It is said that Harald Schmidt and his side-kick Manuel Andrack did not talk about the anecdotes they wanted to tell each other on the show before the show. Each other’s reaction should always be genuine, spontaneous, improvised. Then the punchline hit better. The audience felt genuine surprise. Everyone was happy.

Nothing of the sort has been reported about Olaf Scholz and his side-kicks Robert Habeck and Christian Lindner. And maybe that’s exactly where the problem lies. Nothing about this coalition has had any spontaneous effect for a long time. The traffic light is not surprising. Every argument sounds like a repeat of the previous day’s episode. Nobody is happy.

Could be because the SPD, Greens and FDP constantly have far too much to say to each other. Does it have to be like that?

A brief excursion into the numbers of the day: The leading German economic research institutes expect growth of 0.1 percent this year. They assume 1.4 percent for 2025. So everything stays bad for now, before it finally gets better. 1.4 percent – ​​that is the hope. The only question is whether the SPD, Greens and FDP can still deal with something almost forgotten like hope.

After all, economic policy is like this: the state has all sorts of options to ensure growth. It can reduce taxes, make depreciation easier, and reduce bureaucracy. He can fill funding pots, subsidize companies or invest heavily in roads, rail and electricity networks. Which measure a government prefers is a question of economic conviction.

The current budget negotiations show how high ideological hurdles can be. It should be a real “economic turnaround”. An agenda moment that unleashes growth. But the FDP has a decidedly different agenda than the Greens. And the SPD – historically burdened – acts overly cautiously when someone says “agenda” too loudly. What the traffic lights could present in the summer to save the German economy is extremely shaky.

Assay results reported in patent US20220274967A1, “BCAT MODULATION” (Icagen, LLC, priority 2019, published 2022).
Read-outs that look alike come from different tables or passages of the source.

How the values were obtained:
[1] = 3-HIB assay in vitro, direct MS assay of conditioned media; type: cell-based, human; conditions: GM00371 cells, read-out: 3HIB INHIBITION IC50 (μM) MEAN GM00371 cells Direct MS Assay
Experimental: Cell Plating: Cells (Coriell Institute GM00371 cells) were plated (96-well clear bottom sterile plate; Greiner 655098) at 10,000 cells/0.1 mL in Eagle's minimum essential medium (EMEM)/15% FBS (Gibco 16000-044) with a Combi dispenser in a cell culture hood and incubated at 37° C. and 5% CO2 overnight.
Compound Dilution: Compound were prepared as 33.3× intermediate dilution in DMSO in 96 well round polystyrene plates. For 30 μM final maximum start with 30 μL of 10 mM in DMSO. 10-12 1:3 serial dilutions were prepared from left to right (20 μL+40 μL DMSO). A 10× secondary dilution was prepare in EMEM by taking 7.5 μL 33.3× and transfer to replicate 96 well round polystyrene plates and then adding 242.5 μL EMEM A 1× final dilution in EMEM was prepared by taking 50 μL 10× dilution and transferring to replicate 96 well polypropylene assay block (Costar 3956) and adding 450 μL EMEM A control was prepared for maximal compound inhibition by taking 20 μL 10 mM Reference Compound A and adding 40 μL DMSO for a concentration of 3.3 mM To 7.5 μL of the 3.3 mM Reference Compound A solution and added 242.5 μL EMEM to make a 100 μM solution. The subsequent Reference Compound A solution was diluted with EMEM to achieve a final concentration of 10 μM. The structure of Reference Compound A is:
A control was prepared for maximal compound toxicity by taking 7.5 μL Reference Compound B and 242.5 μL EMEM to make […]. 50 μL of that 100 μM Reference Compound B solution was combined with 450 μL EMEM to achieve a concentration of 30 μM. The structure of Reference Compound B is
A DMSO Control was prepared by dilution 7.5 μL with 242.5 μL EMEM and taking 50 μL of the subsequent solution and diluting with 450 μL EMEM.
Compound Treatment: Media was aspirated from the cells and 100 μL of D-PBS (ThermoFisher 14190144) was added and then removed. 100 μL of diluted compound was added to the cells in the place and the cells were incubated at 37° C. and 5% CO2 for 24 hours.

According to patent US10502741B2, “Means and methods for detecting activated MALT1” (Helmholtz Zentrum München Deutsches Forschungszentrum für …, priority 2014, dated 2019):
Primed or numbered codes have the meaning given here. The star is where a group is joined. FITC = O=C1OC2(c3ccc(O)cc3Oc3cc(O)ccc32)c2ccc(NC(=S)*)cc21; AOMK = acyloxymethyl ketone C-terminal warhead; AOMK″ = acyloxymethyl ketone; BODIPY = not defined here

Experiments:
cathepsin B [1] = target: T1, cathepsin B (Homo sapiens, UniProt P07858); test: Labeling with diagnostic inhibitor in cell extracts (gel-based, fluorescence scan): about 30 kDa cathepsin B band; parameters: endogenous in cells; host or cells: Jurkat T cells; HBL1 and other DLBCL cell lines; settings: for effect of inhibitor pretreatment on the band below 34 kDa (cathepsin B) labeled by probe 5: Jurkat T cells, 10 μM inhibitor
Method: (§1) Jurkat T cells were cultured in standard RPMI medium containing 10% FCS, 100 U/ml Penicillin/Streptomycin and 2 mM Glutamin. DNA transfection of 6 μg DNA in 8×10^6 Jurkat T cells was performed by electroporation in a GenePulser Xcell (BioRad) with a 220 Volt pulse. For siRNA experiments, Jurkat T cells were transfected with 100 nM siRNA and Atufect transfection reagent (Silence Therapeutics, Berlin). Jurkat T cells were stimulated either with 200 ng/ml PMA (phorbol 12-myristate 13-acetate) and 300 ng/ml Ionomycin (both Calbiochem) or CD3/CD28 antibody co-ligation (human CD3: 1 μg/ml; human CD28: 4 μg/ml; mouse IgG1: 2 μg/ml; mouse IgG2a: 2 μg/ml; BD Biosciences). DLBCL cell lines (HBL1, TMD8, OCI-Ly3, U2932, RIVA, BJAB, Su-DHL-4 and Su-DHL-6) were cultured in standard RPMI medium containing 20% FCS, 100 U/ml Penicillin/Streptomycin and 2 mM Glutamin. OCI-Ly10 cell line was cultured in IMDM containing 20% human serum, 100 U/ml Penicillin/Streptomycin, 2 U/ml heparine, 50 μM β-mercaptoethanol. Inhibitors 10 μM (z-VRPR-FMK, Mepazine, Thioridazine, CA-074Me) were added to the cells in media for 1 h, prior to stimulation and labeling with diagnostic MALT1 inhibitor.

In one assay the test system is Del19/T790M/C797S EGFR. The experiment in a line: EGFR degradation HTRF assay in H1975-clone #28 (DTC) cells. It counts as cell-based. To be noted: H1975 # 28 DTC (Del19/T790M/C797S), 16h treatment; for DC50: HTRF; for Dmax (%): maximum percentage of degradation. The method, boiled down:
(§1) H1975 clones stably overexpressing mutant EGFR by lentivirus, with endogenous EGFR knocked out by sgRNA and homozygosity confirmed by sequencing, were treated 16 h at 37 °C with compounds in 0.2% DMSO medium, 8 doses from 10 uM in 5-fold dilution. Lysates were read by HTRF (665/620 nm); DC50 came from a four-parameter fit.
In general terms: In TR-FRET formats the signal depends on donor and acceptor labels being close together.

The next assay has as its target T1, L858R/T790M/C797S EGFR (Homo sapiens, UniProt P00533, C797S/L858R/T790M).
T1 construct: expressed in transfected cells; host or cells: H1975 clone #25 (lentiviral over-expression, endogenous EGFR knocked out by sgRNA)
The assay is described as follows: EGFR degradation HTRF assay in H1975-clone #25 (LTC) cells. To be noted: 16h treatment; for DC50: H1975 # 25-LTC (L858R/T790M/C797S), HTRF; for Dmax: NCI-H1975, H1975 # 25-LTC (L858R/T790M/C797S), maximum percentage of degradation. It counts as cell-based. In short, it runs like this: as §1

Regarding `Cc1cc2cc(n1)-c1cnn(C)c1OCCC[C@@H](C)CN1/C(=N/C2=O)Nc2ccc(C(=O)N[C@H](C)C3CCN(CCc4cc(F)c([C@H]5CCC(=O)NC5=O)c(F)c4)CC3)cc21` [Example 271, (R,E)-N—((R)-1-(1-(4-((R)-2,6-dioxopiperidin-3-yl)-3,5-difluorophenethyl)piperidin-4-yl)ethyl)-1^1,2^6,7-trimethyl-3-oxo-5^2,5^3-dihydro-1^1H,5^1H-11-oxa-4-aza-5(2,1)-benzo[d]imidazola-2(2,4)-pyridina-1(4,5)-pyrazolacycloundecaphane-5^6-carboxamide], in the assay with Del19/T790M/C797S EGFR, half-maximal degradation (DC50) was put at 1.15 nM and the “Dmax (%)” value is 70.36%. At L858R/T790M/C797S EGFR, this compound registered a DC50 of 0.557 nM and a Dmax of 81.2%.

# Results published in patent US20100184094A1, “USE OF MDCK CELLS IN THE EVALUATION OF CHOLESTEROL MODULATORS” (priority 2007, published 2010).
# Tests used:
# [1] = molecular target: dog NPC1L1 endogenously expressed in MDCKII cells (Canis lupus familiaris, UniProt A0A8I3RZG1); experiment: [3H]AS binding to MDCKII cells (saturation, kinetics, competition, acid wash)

It would now be all the more important that the coalition does not forget an aspect of governance that has little to do with the legislative framework. It’s the same with economic policy: a lot depends on expectations and emotions. Those who are insecure don’t invest and only consume the bare essentials. Anyone who believes that tomorrow will be even worse than today should put their money aside. Companies are leaving. Citizens forego an evening in a restaurant or a new television.

And so back to the Harald Schmidt comparison. Of course, a government is not there to entertain the people with spontaneous punchlines. It’s also not their job to create a show so that everyone is happy. But she needs to spread a little confidence. Give people the feeling: It’ll be okay! Unfortunately, this is exactly the discipline in which traffic lights perform particularly poorly.

1.4 percent – ​​that is the hope. And if the SPD, Greens and FDP want to give confidence a chance, then they will remain silent for now. Then they resist the temptation to fill the quiet days with absurd ideas. No demand to introduce the four-day week for everyone. No plea to abolish a holiday for growth. In any case, everyone in this country knows who is demanding what. What would be more surprising instead: a week of Easter rest. Silence. Reflection.